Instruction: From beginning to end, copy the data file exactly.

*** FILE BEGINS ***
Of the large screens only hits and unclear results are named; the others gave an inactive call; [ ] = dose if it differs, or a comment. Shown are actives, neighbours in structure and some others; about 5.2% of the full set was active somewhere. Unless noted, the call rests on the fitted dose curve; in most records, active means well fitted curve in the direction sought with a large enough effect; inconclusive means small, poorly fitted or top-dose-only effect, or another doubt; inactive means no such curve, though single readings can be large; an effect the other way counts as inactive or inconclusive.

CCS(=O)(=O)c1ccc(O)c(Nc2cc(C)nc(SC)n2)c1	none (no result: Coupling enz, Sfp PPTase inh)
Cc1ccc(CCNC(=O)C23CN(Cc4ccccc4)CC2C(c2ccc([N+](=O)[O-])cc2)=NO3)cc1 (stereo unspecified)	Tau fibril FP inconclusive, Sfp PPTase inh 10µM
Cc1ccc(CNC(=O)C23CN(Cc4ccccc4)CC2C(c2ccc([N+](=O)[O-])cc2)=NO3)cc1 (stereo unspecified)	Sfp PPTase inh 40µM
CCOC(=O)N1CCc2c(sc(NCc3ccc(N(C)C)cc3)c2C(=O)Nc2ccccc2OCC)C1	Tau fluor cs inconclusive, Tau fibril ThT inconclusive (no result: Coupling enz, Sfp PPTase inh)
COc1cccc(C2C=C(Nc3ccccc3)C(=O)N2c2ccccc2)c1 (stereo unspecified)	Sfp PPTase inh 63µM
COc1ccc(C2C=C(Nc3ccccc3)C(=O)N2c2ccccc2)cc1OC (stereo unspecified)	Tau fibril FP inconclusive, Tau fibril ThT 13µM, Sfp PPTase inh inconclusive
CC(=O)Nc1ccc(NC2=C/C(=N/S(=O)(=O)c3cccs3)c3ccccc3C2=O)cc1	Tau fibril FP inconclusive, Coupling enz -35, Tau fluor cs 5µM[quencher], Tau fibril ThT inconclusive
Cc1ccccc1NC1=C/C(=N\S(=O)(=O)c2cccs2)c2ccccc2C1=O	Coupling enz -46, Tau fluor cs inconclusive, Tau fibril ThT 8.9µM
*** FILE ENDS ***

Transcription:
Of the large screens only hits and unclear results are named; the others gave an inactive call; [ ] = dose if it differs, or a comment. Shown are actives, neighbours in structure and some others; about 5.2% of the full set was active somewhere. Unless noted, the call rests on the fitted dose curve; in most records, active means well fitted curve in the direction sought with a large enough effect; inconclusive means small, poorly fitted or top-dose-only effect, or another doubt; inactive means no such curve, though single readings can be large; an effect the other way counts as inactive or inconclusive.

CCS(=O)(=O)c1ccc(O)c(Nc2cc(C)nc(SC)n2)c1	none (no result: Coupling enz, Sfp PPTase inh)
Cc1ccc(CCNC(=O)C23CN(Cc4ccccc4)CC2C(c2ccc([N+](=O)[O-])cc2)=NO3)cc1 (stereo unspecified)	Tau fibril FP inconclusive, Sfp PPTase inh 10µM
Cc1ccc(CNC(=O)C23CN(Cc4ccccc4)CC2C(c2ccc([N+](=O)[O-])cc2)=NO3)cc1 (stereo unspecified)	Sfp PPTase inh 40µM
CCOC(=O)N1CCc2c(sc(NCc3ccc(N(C)C)cc3)c2C(=O)Nc2ccccc2OCC)C1	Tau fluor cs inconclusive, Tau fibril ThT inconclusive (no result: Coupling enz, Sfp PPTase inh)
COc1cccc(C2C=C(Nc3ccccc3)C(=O)N2c2ccccc2)c1 (stereo unspecified)	Sfp PPTase inh 63µM
COc1ccc(C2C=C(Nc3ccccc3)C(=O)N2c2ccccc2)cc1OC (stereo unspecified)	Tau fibril FP inconclusive, Tau fibril ThT 13µM, Sfp PPTase inh inconclusive
CC(=O)Nc1ccc(NC2=C/C(=N/S(=O)(=O)c3cccs3)c3ccccc3C2=O)cc1	Tau fibril FP inconclusive, Coupling enz -35, Tau fluor cs 5µM[quencher], Tau fibril ThT inconclusive
Cc1ccccc1NC1=C/C(=N\S(=O)(=O)c2cccs2)c2ccccc2C1=O	Coupling enz -46, Tau fluor cs inconclusive, Tau fibril ThT 8.9µM